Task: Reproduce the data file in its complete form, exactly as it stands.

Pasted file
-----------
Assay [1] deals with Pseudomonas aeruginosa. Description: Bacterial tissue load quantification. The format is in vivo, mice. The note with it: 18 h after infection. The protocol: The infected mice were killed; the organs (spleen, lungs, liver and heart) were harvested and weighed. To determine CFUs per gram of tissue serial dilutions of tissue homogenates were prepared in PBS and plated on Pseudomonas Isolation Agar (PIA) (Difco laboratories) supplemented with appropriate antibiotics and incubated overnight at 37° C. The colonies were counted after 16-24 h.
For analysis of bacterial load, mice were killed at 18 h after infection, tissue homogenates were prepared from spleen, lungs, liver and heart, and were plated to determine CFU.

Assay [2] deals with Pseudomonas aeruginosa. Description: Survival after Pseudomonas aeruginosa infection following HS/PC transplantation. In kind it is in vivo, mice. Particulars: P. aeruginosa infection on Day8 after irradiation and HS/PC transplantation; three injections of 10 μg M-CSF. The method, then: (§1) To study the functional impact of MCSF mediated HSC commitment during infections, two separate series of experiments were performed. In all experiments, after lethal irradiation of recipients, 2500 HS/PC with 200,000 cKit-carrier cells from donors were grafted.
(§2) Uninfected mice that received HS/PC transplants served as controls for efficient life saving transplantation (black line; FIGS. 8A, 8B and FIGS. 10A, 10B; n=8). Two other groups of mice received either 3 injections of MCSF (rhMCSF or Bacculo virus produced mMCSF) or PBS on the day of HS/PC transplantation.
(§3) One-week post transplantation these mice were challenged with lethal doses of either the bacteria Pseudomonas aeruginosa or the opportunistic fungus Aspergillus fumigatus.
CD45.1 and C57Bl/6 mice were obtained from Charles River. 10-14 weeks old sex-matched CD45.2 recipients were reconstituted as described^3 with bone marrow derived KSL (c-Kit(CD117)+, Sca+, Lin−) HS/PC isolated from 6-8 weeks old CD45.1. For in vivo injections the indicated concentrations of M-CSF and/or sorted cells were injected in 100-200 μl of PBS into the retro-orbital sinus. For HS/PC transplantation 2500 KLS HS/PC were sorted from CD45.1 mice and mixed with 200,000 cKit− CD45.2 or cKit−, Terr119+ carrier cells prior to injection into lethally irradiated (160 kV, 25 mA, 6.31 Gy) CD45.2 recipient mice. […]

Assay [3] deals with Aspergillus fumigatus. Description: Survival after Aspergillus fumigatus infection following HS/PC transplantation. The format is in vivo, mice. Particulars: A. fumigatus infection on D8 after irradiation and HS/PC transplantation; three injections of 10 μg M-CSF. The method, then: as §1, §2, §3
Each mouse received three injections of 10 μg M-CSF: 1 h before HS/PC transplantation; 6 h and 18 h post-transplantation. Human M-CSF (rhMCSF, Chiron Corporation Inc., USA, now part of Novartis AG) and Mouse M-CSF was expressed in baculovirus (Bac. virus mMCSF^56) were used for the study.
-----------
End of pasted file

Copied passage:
Assay [1] deals with Pseudomonas aeruginosa. Description: Bacterial tissue load quantification. The format is in vivo, mice. The note with it: 18 h after infection. The protocol: The infected mice were killed; the organs (spleen, lungs, liver and heart) were harvested and weighed. To determine CFUs per gram of tissue serial dilutions of tissue homogenates were prepared in PBS and plated on Pseudomonas Isolation Agar (PIA) (Difco laboratories) supplemented with appropriate antibiotics and incubated overnight at 37° C. The colonies were counted after 16-24 h.
For analysis of bacterial load, mice were killed at 18 h after infection, tissue homogenates were prepared from spleen, lungs, liver and heart, and were plated to determine CFU.

Assay [2] deals with Pseudomonas aeruginosa. Description: Survival after Pseudomonas aeruginosa infection following HS/PC transplantation. In kind it is in vivo, mice. Particulars: P. aeruginosa infection on Day8 after irradiation and HS/PC transplantation; three injections of 10 μg M-CSF. The method, then: (§1) To study the functional impact of MCSF mediated HSC commitment during infections, two separate series of experiments were performed. In all experiments, after lethal irradiation of recipients, 2500 HS/PC with 200,000 cKit-carrier cells from donors were grafted.
(§2) Uninfected mice that received HS/PC transplants served as controls for efficient life saving transplantation (black line; FIGS. 8A, 8B and FIGS. 10A, 10B; n=8). Two other groups of mice received either 3 injections of MCSF (rhMCSF or Bacculo virus produced mMCSF) or PBS on the day of HS/PC transplantation.
(§3) One-week post transplantation these mice were challenged with lethal doses of either the bacteria Pseudomonas aeruginosa or the opportunistic fungus Aspergillus fumigatus.
CD45.1 and C57Bl/6 mice were obtained from Charles River. 10-14 weeks old sex-matched CD45.2 recipients were reconstituted as described^3 with bone marrow derived KSL (c-Kit(CD117)+, Sca+, Lin−) HS/PC isolated from 6-8 weeks old CD45.1. For in vivo injections the indicated concentrations of M-CSF and/or sorted cells were injected in 100-200 μl of PBS into the retro-orbital sinus. For HS/PC transplantation 2500 KLS HS/PC were sorted from CD45.1 mice and mixed with 200,000 cKit− CD45.2 or cKit−, Terr119+ carrier cells prior to injection into lethally irradiated (160 kV, 25 mA, 6.31 Gy) CD45.2 recipient mice. […]

Assay [3] deals with Aspergillus fumigatus. Description: Survival after Aspergillus fumigatus infection following HS/PC transplantation. The format is in vivo, mice. Particulars: A. fumigatus infection on D8 after irradiation and HS/PC transplantation; three injections of 10 μg M-CSF. The method, then: as §1, §2, §3
Each mouse received three injections of 10 μg M-CSF: 1 h before HS/PC transplantation; 6 h and 18 h post-transplantation. Human M-CSF (rhMCSF, Chiron Corporation Inc., USA, now part of Novartis AG) and Mouse M-CSF was expressed in baculovirus (Bac. virus mMCSF^56) were used for the study.